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MAJ SJÖWALL and PER WAHLÖÖ. The Laughing Policeman (1968).

21 Feb

One thing that Inspector Martin Beck and the policemen who serve with him on the Stockholm homicide squad rarely do is laugh. The emotions that they express, or that Sjöwall and Wahlöö express for them, generally align with the kind of gloom and dyspepsia that have come to define the Scandinavian soul (for non-Scandinavians, at any rate). The disappointments of married and family life, the unfulfilled promise of the welfare state, the dank and dreary skies that hover perpetually over the Swedish capital—these are the topics that typically preoccupy Beck and his comrades, who therefore come across as a dour and serious lot. The title of this novel, the fourth of the ten books that make up the Beck saga, thus contains a strong element of irony. And right away that irony takes on a dark hue, for The Laughing Policeman essentially begins with a dead policeman. Late on an evening in 1967, when the Stockholm police are focusing most of their energies on an anti–Vietnam War protest being held at the U.S. Embassy, an assailant guns down nine people on the 47 Bus as it nears its terminus in the city’s Vasastan neighborhood. Among the dead is an off-duty cop named Ake Stenstrom. Was his killing a mere byproduct of a senseless mass murder? Or was he the intended target of an assassin?

LaughingPoliceman.jpg

In the now-classic manner of the modern procedural, the investigation of that crime proceeds by fits and starts, with different investigators pursuing different leads with varying degrees of success and (more often) failure. Over time, usable clues—a hidden sheaf of sexually charged photos, a scrap of memory shared by a surviving bus passenger—do accumulate. Then comes a moment, understated but nonetheless climactic, when readers learn the source of the book’s title. Many weeks have passed since the murder spree, and it’s Christmastime. As a present from his daughter, Beck receives a recording of an old song called “The Laughing Policeman.” It’s actually a gag gift of sorts, but it triggers the stroke of insight that Beck needs to arrange an apparently ragtag set of clues in their proper order.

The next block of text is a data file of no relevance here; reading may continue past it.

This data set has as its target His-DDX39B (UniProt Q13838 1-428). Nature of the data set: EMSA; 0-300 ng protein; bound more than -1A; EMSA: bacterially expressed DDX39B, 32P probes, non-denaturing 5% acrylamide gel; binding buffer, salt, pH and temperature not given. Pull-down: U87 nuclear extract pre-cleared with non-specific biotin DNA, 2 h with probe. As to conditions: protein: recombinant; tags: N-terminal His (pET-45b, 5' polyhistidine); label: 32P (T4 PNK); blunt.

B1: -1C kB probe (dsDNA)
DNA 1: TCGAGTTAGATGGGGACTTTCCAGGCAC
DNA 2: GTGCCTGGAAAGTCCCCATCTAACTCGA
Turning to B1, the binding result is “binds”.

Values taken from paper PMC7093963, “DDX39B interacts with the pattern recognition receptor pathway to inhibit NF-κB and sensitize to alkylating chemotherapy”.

The resolution of the case carries no great surprise, yet it packs a real punch. In large part, that’s because it arises organically from its milieu. Stockholm is a city of islands, populated by residents who skillfully make islands of themselves, and Sjöwall and Wahlöö excel at depicting particular Stockholmers as they inhabit particular locations within that metropolis. The result is a somber, documentary effect that resembles the feel of mid-century noir film and fiction. Still, the noir scene that these authors evoke is a far cry from the prototypical American version. Life in Sweden might breed despair, but social breakdown is a problem that has limited salience in that well-ordered clime. The authors concede as much when they refer—in a glancing albeit telling way—to the day earlier in 1967 when motorists throughout the country miraculously switched from left-hand to right-hand driving.

 
2 Comments

Posted by on February 21, 2014 in International, Noir, Novel, Procedural

 

2 responses to “MAJ SJÖWALL and PER WAHLÖÖ. The Laughing Policeman (1968).

  1. Cavershamragu

    February 21, 2014 at 9:59 AM

    Was just plannign to re-read this one in fact as I remain a big fan of the series and I always liked this one – along with The Abominable Man it’s one of my favourites. Great review, cheers.

     
    • Mike

      February 22, 2014 at 7:57 AM

      Thanks for the comment, Sergio. I read this novel during a trip to Stockholm a couple of years ago, and I enjoyed it quite a bit more than I had enjoyed “Rosanna,” the only other entry in this series that I’ve read. I’m not sure whether that’s because the backdrop—and the whole miss-en-scène—appealed to me in a special way (given that I was seeing sights mentioned in the book as I walked around the city) or because “Laughing Policeman” is a stronger work in its own right. A bit of both, no doubt.

       

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